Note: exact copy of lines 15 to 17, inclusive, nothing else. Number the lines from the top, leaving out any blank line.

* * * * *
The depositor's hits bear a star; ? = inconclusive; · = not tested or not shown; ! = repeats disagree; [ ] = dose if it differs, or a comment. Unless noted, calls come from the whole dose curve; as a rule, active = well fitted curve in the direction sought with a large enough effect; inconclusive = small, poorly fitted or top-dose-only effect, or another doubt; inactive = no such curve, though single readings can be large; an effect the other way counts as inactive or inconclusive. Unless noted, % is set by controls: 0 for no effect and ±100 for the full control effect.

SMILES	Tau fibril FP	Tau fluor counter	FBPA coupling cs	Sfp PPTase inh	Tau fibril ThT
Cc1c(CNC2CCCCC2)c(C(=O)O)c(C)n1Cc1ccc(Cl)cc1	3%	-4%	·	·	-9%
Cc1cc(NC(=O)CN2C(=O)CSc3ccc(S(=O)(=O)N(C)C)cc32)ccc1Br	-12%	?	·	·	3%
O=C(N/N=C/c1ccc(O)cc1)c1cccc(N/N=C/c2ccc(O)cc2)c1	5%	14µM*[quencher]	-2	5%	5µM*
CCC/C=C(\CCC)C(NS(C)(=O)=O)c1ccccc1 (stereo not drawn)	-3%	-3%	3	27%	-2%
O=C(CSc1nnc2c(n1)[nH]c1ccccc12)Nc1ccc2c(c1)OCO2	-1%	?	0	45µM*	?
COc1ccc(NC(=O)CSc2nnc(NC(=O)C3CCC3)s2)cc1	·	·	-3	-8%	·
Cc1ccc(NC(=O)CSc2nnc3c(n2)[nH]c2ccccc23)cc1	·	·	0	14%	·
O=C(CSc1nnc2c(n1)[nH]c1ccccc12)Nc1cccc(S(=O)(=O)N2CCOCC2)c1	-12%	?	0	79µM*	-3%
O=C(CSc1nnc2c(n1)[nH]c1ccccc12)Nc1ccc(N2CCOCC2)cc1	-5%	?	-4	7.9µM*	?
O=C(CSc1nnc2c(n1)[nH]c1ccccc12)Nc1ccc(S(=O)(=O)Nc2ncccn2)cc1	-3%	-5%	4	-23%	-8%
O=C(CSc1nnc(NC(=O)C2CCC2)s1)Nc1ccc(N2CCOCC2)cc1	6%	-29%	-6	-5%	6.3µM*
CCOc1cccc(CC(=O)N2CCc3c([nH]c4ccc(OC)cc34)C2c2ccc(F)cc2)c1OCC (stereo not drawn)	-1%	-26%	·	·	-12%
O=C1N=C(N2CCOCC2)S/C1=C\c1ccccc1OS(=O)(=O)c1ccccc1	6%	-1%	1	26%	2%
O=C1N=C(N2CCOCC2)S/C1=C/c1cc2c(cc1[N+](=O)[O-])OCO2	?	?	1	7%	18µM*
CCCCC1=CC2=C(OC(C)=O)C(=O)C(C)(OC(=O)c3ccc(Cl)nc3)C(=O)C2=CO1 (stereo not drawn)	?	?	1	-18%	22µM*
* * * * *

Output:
O=C1N=C(N2CCOCC2)S/C1=C\c1ccccc1OS(=O)(=O)c1ccccc1	6%	-1%	1	26%	2%
O=C1N=C(N2CCOCC2)S/C1=C/c1cc2c(cc1[N+](=O)[O-])OCO2	?	?	1	7%	18µM*
CCCCC1=CC2=C(OC(C)=O)C(=O)C(C)(OC(=O)c3ccc(Cl)nc3)C(=O)C2=CO1 (stereo not drawn)	?	?	1	-18%	22µM*